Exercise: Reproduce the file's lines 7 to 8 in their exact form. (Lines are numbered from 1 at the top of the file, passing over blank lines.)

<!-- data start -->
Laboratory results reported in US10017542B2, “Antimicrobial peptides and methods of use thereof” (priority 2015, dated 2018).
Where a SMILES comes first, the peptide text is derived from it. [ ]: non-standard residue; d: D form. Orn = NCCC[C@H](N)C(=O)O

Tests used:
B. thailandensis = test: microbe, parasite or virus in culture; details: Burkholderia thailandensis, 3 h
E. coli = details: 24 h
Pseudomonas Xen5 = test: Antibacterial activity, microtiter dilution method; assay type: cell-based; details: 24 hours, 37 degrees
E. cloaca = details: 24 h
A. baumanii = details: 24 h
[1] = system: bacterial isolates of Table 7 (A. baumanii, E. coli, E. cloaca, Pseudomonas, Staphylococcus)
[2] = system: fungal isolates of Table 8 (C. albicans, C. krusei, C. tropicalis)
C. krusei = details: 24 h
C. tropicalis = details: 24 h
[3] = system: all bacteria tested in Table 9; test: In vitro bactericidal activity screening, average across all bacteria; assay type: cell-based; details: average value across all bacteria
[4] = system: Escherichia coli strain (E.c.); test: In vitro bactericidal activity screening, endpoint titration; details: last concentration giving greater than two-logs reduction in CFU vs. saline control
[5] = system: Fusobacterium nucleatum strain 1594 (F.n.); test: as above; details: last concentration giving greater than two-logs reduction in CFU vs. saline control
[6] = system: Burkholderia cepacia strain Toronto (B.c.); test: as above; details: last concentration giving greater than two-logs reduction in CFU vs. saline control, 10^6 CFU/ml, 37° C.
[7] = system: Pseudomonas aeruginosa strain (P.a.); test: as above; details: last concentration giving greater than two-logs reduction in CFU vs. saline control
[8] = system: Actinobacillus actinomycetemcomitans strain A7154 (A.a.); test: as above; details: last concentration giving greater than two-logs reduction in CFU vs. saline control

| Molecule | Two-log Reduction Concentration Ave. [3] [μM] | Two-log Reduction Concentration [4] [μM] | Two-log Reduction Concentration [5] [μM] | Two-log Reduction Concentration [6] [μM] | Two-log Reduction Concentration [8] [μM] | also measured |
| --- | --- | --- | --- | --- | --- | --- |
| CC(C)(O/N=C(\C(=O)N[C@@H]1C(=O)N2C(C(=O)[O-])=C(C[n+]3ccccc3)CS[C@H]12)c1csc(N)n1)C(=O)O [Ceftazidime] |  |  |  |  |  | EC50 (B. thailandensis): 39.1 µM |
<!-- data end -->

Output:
E. cloaca = details: 24 h
A. baumanii = details: 24 h